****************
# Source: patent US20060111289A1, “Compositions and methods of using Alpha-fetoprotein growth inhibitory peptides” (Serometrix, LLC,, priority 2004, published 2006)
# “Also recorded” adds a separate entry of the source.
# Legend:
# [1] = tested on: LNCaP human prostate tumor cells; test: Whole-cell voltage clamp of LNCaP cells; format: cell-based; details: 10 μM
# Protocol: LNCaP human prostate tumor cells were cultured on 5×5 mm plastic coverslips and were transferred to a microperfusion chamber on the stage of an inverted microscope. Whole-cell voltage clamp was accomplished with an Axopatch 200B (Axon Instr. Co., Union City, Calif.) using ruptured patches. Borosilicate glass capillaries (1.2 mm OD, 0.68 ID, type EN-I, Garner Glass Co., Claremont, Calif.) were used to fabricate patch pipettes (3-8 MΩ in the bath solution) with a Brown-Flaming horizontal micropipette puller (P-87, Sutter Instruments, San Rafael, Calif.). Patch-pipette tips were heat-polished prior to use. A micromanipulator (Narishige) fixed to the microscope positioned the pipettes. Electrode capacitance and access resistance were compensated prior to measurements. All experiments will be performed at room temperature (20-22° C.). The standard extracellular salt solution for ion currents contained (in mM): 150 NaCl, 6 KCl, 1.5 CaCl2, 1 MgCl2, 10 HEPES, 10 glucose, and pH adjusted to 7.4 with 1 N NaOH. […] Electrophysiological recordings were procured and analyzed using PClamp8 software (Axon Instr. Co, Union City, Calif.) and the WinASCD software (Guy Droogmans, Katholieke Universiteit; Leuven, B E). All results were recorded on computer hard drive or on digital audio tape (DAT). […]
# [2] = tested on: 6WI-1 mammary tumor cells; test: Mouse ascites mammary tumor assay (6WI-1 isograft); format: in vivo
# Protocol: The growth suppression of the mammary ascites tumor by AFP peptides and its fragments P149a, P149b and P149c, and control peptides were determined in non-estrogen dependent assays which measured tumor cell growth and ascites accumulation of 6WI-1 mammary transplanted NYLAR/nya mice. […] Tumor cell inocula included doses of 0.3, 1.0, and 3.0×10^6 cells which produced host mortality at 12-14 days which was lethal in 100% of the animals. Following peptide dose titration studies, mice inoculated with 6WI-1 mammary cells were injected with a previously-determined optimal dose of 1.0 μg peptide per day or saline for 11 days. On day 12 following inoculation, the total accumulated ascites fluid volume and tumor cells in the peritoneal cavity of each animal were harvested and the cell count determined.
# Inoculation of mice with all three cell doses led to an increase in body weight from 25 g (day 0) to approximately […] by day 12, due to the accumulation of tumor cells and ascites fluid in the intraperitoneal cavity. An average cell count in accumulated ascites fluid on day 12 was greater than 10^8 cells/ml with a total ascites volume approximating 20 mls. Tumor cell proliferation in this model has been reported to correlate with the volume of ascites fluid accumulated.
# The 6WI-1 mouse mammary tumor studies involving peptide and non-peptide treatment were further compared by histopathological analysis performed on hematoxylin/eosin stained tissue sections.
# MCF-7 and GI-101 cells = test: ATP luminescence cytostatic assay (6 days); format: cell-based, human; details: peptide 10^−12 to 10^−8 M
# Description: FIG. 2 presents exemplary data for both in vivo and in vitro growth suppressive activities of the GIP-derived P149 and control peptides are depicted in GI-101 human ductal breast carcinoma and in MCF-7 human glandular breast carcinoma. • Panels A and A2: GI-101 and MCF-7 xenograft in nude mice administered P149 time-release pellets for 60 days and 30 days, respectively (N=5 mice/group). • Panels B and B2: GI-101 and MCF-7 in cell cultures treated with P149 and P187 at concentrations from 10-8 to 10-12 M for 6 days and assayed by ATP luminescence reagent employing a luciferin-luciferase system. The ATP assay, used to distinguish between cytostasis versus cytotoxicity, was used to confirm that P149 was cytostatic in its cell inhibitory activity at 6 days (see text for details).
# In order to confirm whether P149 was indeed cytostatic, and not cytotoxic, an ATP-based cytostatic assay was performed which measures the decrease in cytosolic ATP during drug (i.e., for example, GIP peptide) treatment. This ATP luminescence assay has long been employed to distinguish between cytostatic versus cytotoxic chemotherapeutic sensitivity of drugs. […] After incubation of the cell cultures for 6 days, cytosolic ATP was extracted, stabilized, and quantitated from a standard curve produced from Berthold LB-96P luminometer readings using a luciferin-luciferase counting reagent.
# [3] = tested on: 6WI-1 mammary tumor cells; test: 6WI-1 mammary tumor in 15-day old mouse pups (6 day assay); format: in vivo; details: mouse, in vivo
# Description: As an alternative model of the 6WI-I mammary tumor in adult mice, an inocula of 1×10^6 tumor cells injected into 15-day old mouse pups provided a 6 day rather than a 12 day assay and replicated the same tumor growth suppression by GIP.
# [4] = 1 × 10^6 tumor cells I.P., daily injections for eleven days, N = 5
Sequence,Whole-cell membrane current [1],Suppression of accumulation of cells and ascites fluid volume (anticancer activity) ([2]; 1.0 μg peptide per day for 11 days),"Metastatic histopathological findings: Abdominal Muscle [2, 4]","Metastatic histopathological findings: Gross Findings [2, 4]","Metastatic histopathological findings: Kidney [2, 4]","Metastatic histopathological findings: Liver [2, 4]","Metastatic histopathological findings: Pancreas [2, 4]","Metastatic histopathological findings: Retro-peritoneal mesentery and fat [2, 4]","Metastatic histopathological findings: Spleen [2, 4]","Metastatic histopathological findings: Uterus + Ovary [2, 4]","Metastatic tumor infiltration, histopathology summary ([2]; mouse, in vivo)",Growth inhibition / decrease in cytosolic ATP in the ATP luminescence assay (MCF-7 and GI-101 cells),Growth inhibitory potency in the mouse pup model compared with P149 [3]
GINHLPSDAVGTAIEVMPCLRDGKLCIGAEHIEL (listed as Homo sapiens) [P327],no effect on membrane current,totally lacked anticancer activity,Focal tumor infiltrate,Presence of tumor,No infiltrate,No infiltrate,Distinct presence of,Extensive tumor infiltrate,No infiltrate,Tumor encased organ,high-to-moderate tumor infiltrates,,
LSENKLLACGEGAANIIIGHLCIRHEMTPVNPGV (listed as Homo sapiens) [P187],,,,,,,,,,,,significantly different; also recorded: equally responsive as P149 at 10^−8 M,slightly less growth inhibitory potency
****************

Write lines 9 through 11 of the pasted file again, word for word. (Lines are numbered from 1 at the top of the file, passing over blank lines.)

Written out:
# The 6WI-1 mouse mammary tumor studies involving peptide and non-peptide treatment were further compared by histopathological analysis performed on hematoxylin/eosin stained tissue sections.
# MCF-7 and GI-101 cells = test: ATP luminescence cytostatic assay (6 days); format: cell-based, human; details: peptide 10^−12 to 10^−8 M
# Description: FIG. 2 presents exemplary data for both in vivo and in vitro growth suppressive activities of the GIP-derived P149 and control peptides are depicted in GI-101 human ductal breast carcinoma and in MCF-7 human glandular breast carcinoma. • Panels A and A2: GI-101 and MCF-7 xenograft in nude mice administered P149 time-release pellets for 60 days and 30 days, respectively (N=5 mice/group). • Panels B and B2: GI-101 and MCF-7 in cell cultures treated with P149 and P187 at concentrations from 10-8 to 10-12 M for 6 days and assayed by ATP luminescence reagent employing a luciferin-luciferase system. The ATP assay, used to distinguish between cytostasis versus cytotoxicity, was used to confirm that P149 was cytostatic in its cell inhibitory activity at 6 days (see text for details).